** ''New York Islanders'': New York's ''[[HufflepuffHouse other]]'' team. Known as the ‘Fishsticks’ due to their unpopular 1990s jersey where they changed the logo for the 1995–96 season and it was too similar to the fisherman on boxes of Gorton's fishsticks, they have usually been bullied out of the media by the big-time Rangers, and have their radio coverage on the CollegeRadio station of Hofstra University (but with professional broadcasters) due to lack of listener interest or room on the dial because of the Rangers, Knicks, Nets and Devils all staking their claim on the big New York sports stations. Did have a string of four straight championships in the early 1980s. Since then, history and a hatred for the Rangers are really [[VestigialEmpire all they have going for them]]. Spent more than two decades without winning a playoff series (1993, when they upset Pittsburgh in the division finals, to 2016, when they faced the equally unlucky Panthers in the first round). Has a reputation for [[IncompetenceInc managerial ineptitude]]: trading away future stars, overpaying on contracts, etc. (outstanding ones being injury-prone goaltender Rick [=DiPietro=] to a 15-year contract, which got bought out halfway through;[[note]]He wasn't even with the Islanders, but their minor league team Bridgeport Sound Tigers.[[/note]] and Alexei Yashin, whose buying out in 2007 would be spread out until 2015 … when he retired in Russia in 2012!), not to mention their 1997 franchise sale to a con artist who convinced the NHL he had the money to afford an NHL franchise, only to be found out that he couldn't. Nassau Coliseum, their home from their creation through the 2014–15 season, [[WretchedHive was by far the crappiest arena in the league]], and was the second oldest in the league, after Madison Square Garden, the Rangers' home; home (which is frequently renovated so as to stay modern); they attempted to build a new arena for years, only to be stopped by Nassau County's massive webs of red tape. They ended up moving to the Barclays Center in {{Brooklyn|Rage}} in 2015, which became the smallest arena in the league and is infamous for not being hockey-friendly.[[note]]Barclays was optimized for basketball given it built by the NBA's Brooklyn Nets; thus, the jumbotron is not aligned with center ice and plenty of seats have obstructed views. Ironically, the Nets had originally planned Barclays to be able to accommodate an NHL team properly, but the Islanders chose to continue to focus their efforts on Nassau County instead, and by the time the Isles finally gave up, Barclays had been completed in its current configuration.[[/note]] Depending on your definition of "Long Island", their nickname may or may not be an ArtifactTitle.[[note]]Brooklyn is physically ''on'' Long Island, as is Queens, but to a NYC resident, "Long Island" means Nassau and Suffolk Counties.[[/note]]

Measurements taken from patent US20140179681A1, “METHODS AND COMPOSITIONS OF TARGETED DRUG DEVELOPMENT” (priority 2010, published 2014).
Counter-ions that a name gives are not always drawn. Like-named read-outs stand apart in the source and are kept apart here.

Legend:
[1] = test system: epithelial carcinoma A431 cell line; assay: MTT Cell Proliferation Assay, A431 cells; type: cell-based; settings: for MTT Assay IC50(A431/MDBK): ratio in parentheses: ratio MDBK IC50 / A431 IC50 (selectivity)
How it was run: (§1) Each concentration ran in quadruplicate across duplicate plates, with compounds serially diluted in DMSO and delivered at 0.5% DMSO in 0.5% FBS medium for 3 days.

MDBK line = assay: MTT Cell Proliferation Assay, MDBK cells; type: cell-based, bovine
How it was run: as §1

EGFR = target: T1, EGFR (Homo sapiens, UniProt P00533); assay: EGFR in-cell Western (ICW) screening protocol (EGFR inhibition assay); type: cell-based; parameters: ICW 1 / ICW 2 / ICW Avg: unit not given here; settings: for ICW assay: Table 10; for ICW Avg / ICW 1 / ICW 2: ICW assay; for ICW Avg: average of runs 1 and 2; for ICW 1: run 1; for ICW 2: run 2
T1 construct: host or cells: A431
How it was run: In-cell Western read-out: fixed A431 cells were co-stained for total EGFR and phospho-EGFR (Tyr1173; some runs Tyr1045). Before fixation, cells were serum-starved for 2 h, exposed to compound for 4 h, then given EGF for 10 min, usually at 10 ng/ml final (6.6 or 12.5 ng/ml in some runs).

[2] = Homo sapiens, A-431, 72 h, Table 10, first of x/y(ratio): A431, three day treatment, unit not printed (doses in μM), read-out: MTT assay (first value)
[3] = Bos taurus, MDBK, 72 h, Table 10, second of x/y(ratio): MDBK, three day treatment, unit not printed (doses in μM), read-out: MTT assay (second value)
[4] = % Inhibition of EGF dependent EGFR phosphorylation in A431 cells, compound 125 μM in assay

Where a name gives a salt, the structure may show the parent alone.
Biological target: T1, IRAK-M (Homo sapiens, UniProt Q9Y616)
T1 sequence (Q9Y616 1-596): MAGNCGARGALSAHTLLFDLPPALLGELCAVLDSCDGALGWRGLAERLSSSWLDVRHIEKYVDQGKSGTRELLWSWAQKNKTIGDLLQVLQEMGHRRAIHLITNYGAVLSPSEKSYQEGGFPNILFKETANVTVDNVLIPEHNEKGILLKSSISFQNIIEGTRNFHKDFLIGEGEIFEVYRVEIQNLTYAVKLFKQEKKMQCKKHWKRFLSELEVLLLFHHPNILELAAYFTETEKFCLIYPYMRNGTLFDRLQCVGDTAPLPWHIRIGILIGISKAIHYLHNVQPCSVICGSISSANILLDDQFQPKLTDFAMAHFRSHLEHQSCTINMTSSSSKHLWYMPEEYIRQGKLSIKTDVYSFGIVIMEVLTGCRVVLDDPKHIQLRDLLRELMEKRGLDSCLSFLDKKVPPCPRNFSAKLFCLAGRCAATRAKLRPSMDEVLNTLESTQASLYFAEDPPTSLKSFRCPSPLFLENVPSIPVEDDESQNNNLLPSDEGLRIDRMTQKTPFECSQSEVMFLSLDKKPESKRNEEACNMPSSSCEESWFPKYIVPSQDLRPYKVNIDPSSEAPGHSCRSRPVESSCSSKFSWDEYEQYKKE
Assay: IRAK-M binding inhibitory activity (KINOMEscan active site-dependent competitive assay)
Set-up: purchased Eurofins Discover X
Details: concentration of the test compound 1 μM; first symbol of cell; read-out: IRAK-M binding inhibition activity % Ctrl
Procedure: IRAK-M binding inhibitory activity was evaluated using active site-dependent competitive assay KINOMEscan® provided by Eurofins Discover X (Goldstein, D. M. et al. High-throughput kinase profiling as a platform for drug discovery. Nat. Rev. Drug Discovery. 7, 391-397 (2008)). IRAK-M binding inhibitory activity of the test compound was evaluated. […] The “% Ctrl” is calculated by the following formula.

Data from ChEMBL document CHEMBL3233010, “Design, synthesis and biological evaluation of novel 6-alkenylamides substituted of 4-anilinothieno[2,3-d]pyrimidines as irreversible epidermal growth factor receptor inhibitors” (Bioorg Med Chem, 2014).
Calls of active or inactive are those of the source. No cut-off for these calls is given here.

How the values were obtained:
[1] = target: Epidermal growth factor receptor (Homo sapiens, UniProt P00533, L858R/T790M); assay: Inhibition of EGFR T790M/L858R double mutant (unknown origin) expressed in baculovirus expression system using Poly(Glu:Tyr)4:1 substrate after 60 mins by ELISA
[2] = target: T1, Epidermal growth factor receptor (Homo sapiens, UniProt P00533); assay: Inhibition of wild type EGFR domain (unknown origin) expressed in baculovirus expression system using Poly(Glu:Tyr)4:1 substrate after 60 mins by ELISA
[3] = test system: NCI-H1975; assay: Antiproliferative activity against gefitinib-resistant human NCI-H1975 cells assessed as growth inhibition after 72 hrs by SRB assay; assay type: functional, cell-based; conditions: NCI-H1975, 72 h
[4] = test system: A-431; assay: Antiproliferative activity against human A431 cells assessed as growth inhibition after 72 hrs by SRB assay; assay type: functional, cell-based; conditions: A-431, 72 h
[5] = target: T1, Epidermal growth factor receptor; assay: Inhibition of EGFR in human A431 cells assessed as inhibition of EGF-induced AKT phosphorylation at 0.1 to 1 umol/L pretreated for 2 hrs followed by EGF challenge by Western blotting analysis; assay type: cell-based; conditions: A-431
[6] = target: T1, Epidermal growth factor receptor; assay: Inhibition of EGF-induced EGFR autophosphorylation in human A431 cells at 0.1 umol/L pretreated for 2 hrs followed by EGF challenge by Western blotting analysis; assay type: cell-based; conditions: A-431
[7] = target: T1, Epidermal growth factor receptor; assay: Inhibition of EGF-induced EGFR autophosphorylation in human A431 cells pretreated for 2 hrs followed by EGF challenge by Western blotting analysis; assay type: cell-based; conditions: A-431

10th Feb '17 1:23:00 PM kyojikasshu
Is there an issue? Send a Message


** ''UsefulNotes/{{New York|City}} Rangers'': AKA the Blueshirts. Name comes from the fact that [[EgocentricTeamNaming the first owner was a guy named]] [[IncrediblyLamePun Tex]].[[note]]In other words, “Tex's Rangers,” and his first name was actually George.[[/note]] Most recent year of glory was 1994, when the Curse of 1940 [[http://www.youtube.com/watch?v=Wzq2AhbXSeY was broken]] (the longest Cup drought in history at 53 seasons). The Rangers have a fierce rivalry with the Devils, which made Messier's Game 6 hat trick and Matteau's double OT goal in Game 7 of the 1994 Conference Finals that much sweeter. Has a recent history of overpaying for players, though management seems to be trying to change that. The team no longer plays [[http://www.youtube.com/watch?v=LaYm0wQtztU “Let's Go Band”]] at home games because every time it's played, [[http://www.youtube.com/watch?v=epUWCHxrdSQmany diehards will chant “Potvin sucks!”]]